FIFTEEN PERCENT OF REFORMS

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FIFTEEN PERCENT OF REFORMS

Moskovskii Komsomolets, August 29, 2003, EV

The Cabinet is proposing to allocate 411.473 billion rubles for defense spending in 2004, or 15.3% of overall state spending. Compared to defense spending in 2003 (344.525 billion rubles), the increase is not very substantial.

Defense Minister Sergei Ivanov: “In the federal budget for next year, I expect to see some degree of evolution in terms of raising combat training standards for troops and improving social provisions for military personnel. Our right-wing politicians consider that the draft budget is overly-militarized; the leftists, on the contrary, say it is giving the military a pittance. For me, this is a good indicator that we are on the right track.”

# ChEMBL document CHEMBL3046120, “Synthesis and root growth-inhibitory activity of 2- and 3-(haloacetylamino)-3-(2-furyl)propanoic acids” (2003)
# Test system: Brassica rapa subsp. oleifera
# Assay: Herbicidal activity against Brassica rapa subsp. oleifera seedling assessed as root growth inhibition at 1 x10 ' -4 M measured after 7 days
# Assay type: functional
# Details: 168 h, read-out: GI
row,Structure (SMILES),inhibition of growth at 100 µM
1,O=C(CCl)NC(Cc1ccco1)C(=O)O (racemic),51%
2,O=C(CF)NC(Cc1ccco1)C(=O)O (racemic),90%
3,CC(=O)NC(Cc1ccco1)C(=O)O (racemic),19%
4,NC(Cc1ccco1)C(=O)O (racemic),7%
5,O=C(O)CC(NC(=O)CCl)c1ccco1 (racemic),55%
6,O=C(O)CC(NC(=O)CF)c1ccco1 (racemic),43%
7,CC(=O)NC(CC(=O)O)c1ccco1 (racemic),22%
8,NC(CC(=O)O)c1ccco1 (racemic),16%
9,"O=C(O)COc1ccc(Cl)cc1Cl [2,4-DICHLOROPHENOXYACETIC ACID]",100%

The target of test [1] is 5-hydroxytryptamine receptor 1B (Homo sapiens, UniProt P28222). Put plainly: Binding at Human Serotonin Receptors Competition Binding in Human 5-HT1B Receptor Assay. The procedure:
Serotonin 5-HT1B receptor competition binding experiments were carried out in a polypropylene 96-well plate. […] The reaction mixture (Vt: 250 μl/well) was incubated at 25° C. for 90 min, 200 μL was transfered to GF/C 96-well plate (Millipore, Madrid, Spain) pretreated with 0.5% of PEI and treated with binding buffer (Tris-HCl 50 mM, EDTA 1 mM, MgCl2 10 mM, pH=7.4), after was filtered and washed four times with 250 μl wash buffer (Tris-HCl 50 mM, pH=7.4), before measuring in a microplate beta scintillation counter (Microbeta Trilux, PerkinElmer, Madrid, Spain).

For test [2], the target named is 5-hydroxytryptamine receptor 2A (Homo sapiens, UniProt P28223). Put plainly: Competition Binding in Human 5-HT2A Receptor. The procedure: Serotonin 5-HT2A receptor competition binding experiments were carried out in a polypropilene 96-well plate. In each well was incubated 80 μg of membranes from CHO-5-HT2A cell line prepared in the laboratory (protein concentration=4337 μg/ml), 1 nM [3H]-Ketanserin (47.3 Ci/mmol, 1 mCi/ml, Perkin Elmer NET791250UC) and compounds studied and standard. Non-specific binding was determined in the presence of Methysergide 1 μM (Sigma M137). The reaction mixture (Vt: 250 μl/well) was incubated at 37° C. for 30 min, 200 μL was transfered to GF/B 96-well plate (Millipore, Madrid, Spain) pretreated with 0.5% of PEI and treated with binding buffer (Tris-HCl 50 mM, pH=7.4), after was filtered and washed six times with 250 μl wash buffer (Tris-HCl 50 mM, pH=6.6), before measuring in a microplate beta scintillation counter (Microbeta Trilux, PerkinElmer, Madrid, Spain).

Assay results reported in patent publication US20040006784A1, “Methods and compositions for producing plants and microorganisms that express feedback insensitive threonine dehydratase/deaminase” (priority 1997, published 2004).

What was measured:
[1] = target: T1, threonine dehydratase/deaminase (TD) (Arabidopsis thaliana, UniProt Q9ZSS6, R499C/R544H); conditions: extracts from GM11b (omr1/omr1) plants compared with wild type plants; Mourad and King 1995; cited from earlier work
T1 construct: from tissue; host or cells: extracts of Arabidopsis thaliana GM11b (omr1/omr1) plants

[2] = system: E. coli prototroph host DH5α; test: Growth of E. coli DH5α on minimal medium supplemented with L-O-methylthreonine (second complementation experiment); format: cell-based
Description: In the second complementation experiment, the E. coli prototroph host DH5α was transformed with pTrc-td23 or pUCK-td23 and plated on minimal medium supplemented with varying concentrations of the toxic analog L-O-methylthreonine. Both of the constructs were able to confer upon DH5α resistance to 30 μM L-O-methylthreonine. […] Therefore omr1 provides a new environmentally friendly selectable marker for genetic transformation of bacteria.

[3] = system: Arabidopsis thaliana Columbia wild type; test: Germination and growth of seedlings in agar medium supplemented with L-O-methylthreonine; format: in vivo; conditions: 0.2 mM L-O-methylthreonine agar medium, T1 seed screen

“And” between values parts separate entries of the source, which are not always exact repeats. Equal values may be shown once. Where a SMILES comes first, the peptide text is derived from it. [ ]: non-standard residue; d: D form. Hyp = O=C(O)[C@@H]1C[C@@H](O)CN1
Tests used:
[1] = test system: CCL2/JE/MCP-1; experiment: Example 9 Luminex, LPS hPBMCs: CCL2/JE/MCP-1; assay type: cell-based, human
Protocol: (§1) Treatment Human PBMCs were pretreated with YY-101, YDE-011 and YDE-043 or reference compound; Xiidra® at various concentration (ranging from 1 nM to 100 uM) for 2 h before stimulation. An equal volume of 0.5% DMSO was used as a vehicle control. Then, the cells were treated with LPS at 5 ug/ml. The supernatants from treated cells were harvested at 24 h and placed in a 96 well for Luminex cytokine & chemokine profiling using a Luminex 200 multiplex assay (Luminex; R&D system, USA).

For the first time, the defense minister has set out how the Defense Ministry plans to spend the money it receives: 41.8% will go into maintenance of troops; 15.7% into combat training; 14.2% into purchasing arms and military hardware; 13.4% into research and development; 8% into repairs of military hardware; 3.7% into capital construction; 2% into transition from conscription to contract service in a number of divisions; 1% into military education and healthcare; and 0.5% into insurance for military personnel.

Comments from Colonel-General Leonid Ivashov, vice-president of the Geopolitical Issues Academy: “I am in favor of any increase in defense spending. But the 15% laid down by the Cabinet is not enough, of course. This sum does not correspond to Russia’s size, nor is it adequate to meet the real threats to our state. I’m not aware of any other nation where the defense budget remains practically unchanged, year after year. This should not happen, especially not when military reforms are underway.”

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